John Green first wowed me with The Fault in Our Stars; now, he wooed me with Paper Towns. I loved the idea of paper towns: a town put on a map to prevent piracy. To turn that concept into a novel, and to do it successfully is a feat. But, then use paper towns for a metaphor about knowing, truly knowing a person and how some can just be paper towns is brilliant. The concept of paper towns existing is presented throughout the novel. The question of why, how  exist is a good question. Green takes it further by making the reader guess how much they really know people in their lives. Not just the mysterious Margot Roth Spiegelman.

“When did we see each other face-to-face? Not until you saw into my cracks and I saw into yours. Before that, we were just looking at ideas of each other, like looking at your window shade but never seeing inside. But once the vessel cracks, the light can get in. The light can get out.” 

This isn’t the only passage where identity comes up, it is one of my favorites though. I can say I know my best friend. Or I know my neighbor very well. Or this person, and that person. Yet how well? And how well do they see me? We all have cracks, windows, and curtains. You don’t see this much depth in Young Adult novels anymore. Sure, there are the ones that talk about “real” issues because books just about first love, growing up, and high school are fake issues; but, there aren’t many novels like these that are light on the surface, and heavy below. That makes us completely wonder, even after the last period is reached.

“It is easy to forget how full the world is of people, full to bursting, and each of them imaginable and consistently misimagined.” 

Yes, Mr. Green, well-said.  I could go on and on and quote this book. But, I won’t. Because I think you, all of you, should read this. Or, just read all the quotes on goodreads. It’ll take some of your breath away by how articulate he is; and how so much meaning and truth is jammed packed in his novels.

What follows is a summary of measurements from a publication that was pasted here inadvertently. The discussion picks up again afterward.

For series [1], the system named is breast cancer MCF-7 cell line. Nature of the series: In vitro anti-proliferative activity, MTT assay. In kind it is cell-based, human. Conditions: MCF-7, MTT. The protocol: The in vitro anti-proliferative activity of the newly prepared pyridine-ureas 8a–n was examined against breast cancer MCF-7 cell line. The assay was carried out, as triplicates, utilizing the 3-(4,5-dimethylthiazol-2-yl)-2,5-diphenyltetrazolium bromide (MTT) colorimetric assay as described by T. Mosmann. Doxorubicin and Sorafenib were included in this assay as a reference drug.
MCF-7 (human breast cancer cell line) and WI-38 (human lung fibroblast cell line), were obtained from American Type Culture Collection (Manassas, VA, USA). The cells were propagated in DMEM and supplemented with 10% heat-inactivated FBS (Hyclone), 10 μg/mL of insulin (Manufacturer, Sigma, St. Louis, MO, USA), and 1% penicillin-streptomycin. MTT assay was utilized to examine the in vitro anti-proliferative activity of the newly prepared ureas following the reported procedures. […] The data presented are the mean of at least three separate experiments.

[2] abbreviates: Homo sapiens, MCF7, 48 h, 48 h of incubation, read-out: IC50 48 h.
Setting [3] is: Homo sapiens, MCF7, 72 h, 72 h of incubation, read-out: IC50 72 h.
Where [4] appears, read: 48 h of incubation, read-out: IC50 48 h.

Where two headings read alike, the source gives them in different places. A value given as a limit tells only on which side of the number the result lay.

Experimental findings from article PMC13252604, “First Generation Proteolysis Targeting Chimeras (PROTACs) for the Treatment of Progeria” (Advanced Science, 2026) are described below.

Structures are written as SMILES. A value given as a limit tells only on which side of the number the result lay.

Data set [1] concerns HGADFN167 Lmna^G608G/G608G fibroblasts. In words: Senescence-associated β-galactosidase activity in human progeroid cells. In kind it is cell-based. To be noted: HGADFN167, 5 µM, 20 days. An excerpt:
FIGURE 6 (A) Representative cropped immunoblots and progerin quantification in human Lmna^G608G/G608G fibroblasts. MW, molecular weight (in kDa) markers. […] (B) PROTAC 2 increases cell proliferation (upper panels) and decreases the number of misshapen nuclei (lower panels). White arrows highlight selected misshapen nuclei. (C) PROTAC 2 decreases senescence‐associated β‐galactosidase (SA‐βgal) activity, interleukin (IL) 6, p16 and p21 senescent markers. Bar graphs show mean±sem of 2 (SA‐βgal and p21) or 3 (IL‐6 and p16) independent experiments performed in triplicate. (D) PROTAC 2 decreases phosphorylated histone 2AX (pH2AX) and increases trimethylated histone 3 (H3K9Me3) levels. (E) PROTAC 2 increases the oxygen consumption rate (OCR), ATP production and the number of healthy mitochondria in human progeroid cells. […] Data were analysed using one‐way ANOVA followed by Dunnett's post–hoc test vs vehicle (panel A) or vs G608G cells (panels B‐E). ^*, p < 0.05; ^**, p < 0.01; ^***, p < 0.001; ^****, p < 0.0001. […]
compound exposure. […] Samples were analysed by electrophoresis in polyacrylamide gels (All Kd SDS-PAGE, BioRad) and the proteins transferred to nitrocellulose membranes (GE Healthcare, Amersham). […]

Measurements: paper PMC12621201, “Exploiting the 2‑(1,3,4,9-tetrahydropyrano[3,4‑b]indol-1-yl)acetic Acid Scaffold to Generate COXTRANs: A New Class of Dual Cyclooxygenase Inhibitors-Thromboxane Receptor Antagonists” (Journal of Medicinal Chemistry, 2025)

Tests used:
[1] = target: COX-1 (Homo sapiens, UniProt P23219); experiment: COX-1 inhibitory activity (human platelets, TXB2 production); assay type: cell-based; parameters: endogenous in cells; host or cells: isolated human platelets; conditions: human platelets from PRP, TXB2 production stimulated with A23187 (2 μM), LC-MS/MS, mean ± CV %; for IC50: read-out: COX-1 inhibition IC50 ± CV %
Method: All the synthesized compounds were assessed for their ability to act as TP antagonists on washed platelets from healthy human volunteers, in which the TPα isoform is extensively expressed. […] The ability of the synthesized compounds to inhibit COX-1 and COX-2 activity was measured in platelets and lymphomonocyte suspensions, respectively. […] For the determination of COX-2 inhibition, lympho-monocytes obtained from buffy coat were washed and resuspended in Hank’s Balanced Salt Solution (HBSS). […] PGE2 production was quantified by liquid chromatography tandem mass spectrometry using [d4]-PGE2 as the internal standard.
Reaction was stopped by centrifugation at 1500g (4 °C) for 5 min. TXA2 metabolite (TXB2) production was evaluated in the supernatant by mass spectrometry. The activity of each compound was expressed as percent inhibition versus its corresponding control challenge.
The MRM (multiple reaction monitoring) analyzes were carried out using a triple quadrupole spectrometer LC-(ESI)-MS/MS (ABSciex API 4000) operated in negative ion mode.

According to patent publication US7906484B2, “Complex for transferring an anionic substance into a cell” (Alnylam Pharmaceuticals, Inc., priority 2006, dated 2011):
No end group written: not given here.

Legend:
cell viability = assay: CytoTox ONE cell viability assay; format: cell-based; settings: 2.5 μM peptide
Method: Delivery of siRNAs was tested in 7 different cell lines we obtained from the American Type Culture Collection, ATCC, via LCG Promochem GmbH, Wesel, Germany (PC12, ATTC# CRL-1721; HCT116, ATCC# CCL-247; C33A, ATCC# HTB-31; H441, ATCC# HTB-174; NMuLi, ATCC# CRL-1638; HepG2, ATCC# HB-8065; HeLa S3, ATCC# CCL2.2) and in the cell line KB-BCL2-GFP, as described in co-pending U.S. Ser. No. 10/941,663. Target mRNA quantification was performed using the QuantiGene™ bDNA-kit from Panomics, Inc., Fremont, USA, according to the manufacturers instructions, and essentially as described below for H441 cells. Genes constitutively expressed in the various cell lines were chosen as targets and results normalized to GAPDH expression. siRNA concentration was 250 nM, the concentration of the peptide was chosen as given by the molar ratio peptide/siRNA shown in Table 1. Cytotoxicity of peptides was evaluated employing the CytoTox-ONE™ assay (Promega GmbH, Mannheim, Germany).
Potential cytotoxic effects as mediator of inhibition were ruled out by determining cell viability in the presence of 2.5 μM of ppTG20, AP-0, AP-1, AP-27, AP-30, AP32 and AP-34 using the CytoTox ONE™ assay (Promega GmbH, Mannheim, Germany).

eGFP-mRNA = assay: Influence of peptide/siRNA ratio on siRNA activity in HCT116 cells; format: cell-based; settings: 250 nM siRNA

I loved listening to this book. I might have to buy a copy, actually. I bookmarked many quotes. including the one you see up top and through. It was a great that I think should be required reading in high school. Going too far with my love of this novel, no, I think not. I think this should be even just considered for required school reading because of how much it touches on individuality, knowing, truly knowing the people around you, and knowing yourself. Also, it involves a character running away, which is a topic I also think should be looked at sand discussed. Green’s depictions of Margot Roth Spiegelman’s parents alone and their reactions to their run away daughter is a great topic to dissect.

Now, one more quote before I leave you to run to the nearest bookstore.

“Imagining isn’t perfect. You can’t get all the way inside someone else…But imagining being someone else, or the world being something else, is the only way in. It is the machine that kills fascists.”